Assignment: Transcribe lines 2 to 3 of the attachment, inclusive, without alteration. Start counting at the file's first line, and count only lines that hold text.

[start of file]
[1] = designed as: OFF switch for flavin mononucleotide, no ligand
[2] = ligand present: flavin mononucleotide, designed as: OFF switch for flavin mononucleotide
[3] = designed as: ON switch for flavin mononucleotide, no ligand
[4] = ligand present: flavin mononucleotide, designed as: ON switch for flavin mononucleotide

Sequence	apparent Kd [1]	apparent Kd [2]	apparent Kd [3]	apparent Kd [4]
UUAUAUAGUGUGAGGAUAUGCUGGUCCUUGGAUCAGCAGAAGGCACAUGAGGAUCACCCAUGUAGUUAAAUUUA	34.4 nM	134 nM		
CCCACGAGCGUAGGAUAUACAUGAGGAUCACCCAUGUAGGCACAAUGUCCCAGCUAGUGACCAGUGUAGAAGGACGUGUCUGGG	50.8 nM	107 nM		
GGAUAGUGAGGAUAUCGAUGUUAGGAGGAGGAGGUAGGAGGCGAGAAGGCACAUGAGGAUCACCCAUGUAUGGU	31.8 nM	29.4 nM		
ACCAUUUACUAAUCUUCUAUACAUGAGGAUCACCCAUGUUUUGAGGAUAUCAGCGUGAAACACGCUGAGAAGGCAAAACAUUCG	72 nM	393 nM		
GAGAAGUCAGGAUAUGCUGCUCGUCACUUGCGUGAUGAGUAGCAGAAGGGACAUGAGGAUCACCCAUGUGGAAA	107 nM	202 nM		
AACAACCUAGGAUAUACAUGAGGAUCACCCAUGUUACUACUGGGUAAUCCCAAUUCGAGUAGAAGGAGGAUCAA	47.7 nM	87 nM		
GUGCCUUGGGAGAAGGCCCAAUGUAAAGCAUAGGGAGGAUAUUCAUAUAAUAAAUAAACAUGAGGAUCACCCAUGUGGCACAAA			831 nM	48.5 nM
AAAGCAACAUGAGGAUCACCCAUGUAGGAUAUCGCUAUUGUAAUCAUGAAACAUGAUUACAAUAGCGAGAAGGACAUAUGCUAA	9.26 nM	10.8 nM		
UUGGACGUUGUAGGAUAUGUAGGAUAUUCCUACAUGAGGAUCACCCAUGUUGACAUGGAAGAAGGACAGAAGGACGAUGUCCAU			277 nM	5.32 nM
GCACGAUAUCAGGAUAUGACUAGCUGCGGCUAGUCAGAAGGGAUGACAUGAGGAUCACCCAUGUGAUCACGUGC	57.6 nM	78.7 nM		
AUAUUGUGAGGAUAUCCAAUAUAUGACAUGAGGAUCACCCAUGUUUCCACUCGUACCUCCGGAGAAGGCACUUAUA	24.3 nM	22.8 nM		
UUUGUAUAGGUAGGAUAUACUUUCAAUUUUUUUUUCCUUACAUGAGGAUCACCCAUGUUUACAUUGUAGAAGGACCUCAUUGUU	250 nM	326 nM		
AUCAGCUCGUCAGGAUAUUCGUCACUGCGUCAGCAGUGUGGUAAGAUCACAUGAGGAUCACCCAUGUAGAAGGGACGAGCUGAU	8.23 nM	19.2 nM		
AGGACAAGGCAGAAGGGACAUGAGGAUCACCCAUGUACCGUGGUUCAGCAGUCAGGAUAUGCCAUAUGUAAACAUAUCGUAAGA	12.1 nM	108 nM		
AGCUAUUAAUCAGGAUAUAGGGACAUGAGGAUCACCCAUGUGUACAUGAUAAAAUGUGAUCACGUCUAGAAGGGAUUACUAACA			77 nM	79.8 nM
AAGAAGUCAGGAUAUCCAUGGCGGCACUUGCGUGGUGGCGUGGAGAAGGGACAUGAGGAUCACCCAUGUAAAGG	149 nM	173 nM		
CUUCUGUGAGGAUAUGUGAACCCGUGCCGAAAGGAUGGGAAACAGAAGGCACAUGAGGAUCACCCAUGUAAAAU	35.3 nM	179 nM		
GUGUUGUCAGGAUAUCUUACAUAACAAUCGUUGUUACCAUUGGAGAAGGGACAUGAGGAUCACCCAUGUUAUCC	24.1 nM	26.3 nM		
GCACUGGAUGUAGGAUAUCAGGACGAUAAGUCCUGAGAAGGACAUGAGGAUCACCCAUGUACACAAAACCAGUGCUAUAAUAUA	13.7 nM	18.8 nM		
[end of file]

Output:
[2] = ligand present: flavin mononucleotide, designed as: OFF switch for flavin mononucleotide
[3] = designed as: ON switch for flavin mononucleotide, no ligand